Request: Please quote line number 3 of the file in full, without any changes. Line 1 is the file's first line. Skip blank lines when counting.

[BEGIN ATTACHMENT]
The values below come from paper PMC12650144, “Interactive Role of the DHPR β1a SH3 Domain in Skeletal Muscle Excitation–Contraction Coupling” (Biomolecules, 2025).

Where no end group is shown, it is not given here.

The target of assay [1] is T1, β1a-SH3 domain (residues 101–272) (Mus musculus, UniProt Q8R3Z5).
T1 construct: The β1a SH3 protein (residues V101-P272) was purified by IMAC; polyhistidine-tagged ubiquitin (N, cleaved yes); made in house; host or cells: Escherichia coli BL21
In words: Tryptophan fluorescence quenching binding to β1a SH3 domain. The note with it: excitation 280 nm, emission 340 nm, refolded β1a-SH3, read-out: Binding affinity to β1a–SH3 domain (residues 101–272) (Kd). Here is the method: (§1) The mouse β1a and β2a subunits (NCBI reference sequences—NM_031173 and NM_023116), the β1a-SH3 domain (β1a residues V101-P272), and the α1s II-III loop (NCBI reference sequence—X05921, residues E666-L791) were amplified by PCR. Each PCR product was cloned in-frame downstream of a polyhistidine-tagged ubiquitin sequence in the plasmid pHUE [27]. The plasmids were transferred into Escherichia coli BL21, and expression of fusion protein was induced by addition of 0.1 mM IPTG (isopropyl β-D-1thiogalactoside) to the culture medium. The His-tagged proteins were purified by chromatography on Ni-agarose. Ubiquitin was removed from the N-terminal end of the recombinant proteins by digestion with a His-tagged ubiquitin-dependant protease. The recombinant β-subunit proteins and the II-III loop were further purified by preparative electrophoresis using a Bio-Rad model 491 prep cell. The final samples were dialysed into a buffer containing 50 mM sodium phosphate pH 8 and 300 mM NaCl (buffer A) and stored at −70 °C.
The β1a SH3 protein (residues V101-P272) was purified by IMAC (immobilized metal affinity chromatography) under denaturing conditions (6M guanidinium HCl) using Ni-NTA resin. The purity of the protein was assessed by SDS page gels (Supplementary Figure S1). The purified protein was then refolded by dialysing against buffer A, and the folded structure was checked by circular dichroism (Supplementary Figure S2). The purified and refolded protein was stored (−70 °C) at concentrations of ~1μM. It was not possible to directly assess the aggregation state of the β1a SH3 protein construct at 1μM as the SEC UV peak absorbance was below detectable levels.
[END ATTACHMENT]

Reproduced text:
The target of assay [1] is T1, β1a-SH3 domain (residues 101–272) (Mus musculus, UniProt Q8R3Z5).